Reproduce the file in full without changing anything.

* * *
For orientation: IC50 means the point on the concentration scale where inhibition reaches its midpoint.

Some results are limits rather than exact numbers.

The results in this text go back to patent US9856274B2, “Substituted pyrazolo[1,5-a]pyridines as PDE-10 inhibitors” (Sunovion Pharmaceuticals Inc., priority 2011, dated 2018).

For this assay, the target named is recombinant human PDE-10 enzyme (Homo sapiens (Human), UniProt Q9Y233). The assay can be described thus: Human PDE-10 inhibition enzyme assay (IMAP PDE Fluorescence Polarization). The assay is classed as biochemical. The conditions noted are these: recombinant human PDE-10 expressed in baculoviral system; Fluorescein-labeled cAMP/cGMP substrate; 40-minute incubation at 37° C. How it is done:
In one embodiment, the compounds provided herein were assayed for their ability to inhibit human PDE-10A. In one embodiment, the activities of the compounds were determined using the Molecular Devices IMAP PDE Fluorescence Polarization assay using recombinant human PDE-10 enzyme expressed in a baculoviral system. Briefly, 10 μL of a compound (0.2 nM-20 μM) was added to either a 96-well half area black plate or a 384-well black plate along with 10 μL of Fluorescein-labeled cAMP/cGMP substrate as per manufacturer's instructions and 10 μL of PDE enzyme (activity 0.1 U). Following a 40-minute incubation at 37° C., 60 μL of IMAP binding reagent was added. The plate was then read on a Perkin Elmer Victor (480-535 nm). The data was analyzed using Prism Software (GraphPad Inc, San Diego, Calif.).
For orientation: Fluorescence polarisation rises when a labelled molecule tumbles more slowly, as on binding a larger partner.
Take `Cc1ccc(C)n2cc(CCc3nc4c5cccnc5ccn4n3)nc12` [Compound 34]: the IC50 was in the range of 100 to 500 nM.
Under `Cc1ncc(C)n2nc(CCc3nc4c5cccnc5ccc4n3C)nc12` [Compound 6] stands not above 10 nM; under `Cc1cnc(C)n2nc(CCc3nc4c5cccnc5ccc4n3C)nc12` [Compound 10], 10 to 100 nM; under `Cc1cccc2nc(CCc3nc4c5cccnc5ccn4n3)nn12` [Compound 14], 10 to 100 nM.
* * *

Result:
For orientation: IC50 means the point on the concentration scale where inhibition reaches its midpoint.

Some results are limits rather than exact numbers.

The results in this text go back to patent US9856274B2, “Substituted pyrazolo[1,5-a]pyridines as PDE-10 inhibitors” (Sunovion Pharmaceuticals Inc., priority 2011, dated 2018).

For this assay, the target named is recombinant human PDE-10 enzyme (Homo sapiens (Human), UniProt Q9Y233). The assay can be described thus: Human PDE-10 inhibition enzyme assay (IMAP PDE Fluorescence Polarization). The assay is classed as biochemical. The conditions noted are these: recombinant human PDE-10 expressed in baculoviral system; Fluorescein-labeled cAMP/cGMP substrate; 40-minute incubation at 37° C. How it is done:
In one embodiment, the compounds provided herein were assayed for their ability to inhibit human PDE-10A. In one embodiment, the activities of the compounds were determined using the Molecular Devices IMAP PDE Fluorescence Polarization assay using recombinant human PDE-10 enzyme expressed in a baculoviral system. Briefly, 10 μL of a compound (0.2 nM-20 μM) was added to either a 96-well half area black plate or a 384-well black plate along with 10 μL of Fluorescein-labeled cAMP/cGMP substrate as per manufacturer's instructions and 10 μL of PDE enzyme (activity 0.1 U). Following a 40-minute incubation at 37° C., 60 μL of IMAP binding reagent was added. The plate was then read on a Perkin Elmer Victor (480-535 nm). The data was analyzed using Prism Software (GraphPad Inc, San Diego, Calif.).
For orientation: Fluorescence polarisation rises when a labelled molecule tumbles more slowly, as on binding a larger partner.
Take `Cc1ccc(C)n2cc(CCc3nc4c5cccnc5ccn4n3)nc12` [Compound 34]: the IC50 was in the range of 100 to 500 nM.
Under `Cc1ncc(C)n2nc(CCc3nc4c5cccnc5ccc4n3C)nc12` [Compound 6] stands not above 10 nM; under `Cc1cnc(C)n2nc(CCc3nc4c5cccnc5ccc4n3C)nc12` [Compound 10], 10 to 100 nM; under `Cc1cccc2nc(CCc3nc4c5cccnc5ccn4n3)nn12` [Compound 14], 10 to 100 nM.